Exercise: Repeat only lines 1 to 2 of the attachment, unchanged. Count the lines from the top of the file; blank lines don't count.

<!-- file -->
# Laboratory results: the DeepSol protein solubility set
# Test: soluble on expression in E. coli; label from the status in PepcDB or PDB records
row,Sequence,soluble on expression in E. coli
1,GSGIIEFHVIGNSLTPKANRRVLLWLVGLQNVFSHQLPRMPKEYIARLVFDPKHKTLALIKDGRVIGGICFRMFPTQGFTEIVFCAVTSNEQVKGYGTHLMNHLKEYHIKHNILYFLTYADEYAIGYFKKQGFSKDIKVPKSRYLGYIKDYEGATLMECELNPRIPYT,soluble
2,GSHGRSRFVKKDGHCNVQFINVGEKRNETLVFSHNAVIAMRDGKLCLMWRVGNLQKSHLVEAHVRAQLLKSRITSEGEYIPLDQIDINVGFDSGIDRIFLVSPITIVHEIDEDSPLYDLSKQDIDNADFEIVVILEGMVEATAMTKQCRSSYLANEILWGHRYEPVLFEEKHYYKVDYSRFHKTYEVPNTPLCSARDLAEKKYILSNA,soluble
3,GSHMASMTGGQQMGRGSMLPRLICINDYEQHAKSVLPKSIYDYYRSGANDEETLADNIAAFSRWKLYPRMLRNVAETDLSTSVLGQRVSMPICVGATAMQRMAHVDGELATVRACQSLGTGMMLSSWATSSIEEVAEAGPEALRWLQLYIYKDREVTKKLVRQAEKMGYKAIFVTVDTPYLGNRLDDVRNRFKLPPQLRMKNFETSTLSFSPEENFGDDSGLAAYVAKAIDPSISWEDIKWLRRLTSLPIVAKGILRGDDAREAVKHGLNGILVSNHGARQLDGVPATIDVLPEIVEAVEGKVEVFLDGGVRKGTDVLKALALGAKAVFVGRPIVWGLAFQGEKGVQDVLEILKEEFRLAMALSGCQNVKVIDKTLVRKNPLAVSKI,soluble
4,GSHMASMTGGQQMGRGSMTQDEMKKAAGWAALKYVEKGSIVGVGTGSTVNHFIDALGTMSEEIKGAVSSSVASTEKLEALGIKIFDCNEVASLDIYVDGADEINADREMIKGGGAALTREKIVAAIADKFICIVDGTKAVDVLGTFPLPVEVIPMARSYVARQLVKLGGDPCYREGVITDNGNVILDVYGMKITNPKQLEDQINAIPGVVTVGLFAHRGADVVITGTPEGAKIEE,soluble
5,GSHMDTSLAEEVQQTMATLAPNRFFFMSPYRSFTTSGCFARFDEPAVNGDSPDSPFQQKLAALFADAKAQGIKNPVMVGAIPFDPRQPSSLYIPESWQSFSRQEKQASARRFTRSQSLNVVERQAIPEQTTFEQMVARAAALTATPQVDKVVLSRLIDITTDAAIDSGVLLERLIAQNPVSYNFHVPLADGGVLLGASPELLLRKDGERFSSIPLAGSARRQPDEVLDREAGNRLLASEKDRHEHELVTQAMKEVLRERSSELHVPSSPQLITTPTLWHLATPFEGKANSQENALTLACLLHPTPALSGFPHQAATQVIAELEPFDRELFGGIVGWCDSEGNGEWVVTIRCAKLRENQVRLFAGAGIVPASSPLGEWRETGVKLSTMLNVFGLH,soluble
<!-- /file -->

# Laboratory results: the DeepSol protein solubility set
# Test: soluble on expression in E. coli; label from the status in PepcDB or PDB records